Standing for Christian values

My brothers and sisters in Christ,

Gather around the table and sit for a spell. As I said when I started this new column, much of how I see life, family and faith was gathered when I took the time to listen at our family’s kitchen table. Of course, sometimes it was the porch or maybe sitting on the floor as the adults chatted. Maybe your experience was much the same.

It is interesting to see during these days the amount of effort people are going through to maintain communication, community and connection to others. In the past, I probably said a time or two that society is growing more distant with the invention of technology at our fingertips, but I have to now reassess and probably recant that line of thought.

We, as human beings, are created for relationships. This makes sense given that we are created in the image and likeness of a God who has, through the ages, unveiled Himself as Trinity. This is one of the reasons why I find it almost incomprehensible that many have so little respect for human life.

We spend billions of dollars on one hand for the ability to connect with one another, while casting aside the most vulnerable among us with the other.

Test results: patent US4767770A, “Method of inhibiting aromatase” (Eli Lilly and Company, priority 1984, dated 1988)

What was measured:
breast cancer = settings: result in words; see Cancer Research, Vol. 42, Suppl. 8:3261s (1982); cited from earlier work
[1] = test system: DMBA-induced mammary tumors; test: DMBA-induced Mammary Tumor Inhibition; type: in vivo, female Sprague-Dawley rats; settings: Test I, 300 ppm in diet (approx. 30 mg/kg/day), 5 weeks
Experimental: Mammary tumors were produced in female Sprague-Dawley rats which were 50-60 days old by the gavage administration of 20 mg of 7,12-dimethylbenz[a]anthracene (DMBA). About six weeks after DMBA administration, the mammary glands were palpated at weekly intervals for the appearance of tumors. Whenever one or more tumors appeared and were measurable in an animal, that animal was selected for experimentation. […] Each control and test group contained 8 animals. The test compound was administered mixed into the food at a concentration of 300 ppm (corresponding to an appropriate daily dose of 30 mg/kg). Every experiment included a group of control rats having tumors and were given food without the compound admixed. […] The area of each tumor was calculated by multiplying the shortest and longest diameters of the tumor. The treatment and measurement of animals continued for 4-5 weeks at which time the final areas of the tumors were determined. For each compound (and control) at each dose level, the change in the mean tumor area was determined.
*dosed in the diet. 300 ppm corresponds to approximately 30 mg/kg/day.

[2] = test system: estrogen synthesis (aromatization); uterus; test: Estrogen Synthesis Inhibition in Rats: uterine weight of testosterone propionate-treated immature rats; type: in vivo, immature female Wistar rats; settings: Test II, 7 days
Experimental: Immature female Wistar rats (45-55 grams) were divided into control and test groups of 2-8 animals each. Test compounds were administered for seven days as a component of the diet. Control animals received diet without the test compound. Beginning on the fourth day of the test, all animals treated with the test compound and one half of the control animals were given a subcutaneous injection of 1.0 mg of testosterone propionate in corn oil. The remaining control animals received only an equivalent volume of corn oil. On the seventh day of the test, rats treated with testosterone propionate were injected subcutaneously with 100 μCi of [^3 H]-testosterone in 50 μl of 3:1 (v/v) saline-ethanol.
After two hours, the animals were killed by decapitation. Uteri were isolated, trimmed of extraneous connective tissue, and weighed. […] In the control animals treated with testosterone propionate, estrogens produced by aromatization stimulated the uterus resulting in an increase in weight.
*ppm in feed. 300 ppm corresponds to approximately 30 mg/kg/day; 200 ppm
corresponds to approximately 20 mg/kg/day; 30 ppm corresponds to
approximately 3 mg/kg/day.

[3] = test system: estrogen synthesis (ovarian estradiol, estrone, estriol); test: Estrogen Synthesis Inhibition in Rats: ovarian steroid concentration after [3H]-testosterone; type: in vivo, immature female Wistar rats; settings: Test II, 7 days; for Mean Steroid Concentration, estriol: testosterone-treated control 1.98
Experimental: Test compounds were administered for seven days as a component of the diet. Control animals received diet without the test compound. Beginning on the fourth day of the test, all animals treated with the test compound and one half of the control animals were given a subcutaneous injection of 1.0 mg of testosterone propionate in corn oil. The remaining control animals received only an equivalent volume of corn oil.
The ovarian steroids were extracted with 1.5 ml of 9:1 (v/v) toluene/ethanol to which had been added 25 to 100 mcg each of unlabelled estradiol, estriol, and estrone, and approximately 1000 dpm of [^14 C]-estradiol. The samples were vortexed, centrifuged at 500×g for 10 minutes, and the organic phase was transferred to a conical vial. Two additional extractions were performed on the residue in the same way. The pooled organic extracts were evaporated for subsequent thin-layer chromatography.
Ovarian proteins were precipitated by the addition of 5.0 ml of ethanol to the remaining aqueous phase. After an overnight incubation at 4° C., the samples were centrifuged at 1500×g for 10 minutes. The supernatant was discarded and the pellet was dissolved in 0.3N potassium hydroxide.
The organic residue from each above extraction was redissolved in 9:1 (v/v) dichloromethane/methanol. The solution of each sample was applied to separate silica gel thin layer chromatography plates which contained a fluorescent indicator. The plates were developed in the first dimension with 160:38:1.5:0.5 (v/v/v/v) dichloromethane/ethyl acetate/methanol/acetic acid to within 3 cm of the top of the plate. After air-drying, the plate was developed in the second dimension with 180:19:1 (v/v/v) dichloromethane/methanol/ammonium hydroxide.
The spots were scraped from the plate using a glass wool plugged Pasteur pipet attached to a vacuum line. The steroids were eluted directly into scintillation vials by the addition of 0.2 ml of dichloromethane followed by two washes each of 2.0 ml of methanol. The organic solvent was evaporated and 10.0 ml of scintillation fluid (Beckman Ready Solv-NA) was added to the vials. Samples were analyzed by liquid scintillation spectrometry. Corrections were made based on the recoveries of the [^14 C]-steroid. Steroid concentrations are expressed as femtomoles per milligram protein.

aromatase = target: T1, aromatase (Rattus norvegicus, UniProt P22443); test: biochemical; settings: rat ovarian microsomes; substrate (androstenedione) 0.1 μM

Four United States Conference of Catholic Bishops Committee Chairmen, along with 20 other professionals and organizations, recently wrote a letter to FDA Commissioner Stephen Hahn urging him to ensure that any COVID-19 vaccines are developed ethically and free of the use of any cell lines that stem from abortion.

Now is not a time – nor is there ever a time – for Catholics to retreat from our public obligation to stand firm for Christian values in our nation. There is never a time when we should step aside to allow the most vulnerable in our society to disappear into the shadows. The above-referenced letter is a perfect example of this.

Rather, we can use this time when we are less distracted by the busy-ness of life to regain our focus on the substance of life and re-energize our efforts to spread the Good News of the Gospel Message. Christ conquered death so that all people might live. We as Catholics must continually die daily to the death of sin, even during the difficult and ever-changing circumstances of our lives, that we might participate fully in God’s plan of salvation … not for the few, but for all.

Recipe for the Month: Sweet Potato Casserole with Praline Topping

Ingredients: 2 eggs well beaten, ½ cup sugar, ½ tsp. salt, 1 ½ tsp vanilla, 1/3 cup milk, 3/8 cup melted margarine, 3-4 cups cooked and mashed sweet Potatoes. Combine and mix well. Put into a 9x13 greased pan.

Topping Ingredients: 2 cups light brown sugar, 2/3 cup flour, 2 cups broken pecans, ½ cup melted margarine. Combine sugar, flour and pecans. Add margarine and mix well. Place on top of potatoes.

Bake at 350 degrees for 25-30 minutes.

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